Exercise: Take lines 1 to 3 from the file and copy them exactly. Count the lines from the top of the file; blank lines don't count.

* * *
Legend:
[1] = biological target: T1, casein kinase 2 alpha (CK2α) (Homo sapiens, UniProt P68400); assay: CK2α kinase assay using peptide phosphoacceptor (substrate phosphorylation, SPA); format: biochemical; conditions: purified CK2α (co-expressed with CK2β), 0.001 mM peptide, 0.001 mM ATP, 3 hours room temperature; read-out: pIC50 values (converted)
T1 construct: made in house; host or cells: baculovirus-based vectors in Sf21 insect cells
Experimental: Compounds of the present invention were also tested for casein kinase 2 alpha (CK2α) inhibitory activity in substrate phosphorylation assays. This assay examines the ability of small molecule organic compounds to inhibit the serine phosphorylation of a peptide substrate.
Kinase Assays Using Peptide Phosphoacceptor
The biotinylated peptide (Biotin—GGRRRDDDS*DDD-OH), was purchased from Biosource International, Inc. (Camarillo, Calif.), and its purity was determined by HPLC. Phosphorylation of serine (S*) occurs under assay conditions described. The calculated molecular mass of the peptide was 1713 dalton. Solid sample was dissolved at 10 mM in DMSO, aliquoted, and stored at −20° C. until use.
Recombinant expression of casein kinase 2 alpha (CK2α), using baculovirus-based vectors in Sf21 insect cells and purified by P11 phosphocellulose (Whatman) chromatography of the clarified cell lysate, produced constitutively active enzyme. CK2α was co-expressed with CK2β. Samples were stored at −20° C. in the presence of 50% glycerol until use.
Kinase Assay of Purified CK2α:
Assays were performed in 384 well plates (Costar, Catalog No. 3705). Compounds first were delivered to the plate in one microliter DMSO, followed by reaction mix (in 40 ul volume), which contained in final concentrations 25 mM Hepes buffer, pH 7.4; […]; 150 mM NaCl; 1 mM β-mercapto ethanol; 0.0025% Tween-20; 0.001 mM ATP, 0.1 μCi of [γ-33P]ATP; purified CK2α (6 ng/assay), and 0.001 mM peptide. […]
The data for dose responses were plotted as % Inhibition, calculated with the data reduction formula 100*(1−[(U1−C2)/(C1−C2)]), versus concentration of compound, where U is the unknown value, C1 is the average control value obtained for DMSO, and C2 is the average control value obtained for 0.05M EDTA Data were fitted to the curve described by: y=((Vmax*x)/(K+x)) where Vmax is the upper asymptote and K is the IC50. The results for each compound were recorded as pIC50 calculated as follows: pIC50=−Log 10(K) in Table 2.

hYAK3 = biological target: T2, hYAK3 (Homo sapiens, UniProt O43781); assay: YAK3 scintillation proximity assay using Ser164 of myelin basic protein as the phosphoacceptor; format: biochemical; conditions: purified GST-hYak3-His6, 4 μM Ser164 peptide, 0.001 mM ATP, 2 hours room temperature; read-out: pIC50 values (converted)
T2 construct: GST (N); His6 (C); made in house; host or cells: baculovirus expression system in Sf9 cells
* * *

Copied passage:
Legend:
[1] = biological target: T1, casein kinase 2 alpha (CK2α) (Homo sapiens, UniProt P68400); assay: CK2α kinase assay using peptide phosphoacceptor (substrate phosphorylation, SPA); format: biochemical; conditions: purified CK2α (co-expressed with CK2β), 0.001 mM peptide, 0.001 mM ATP, 3 hours room temperature; read-out: pIC50 values (converted)
T1 construct: made in house; host or cells: baculovirus-based vectors in Sf21 insect cells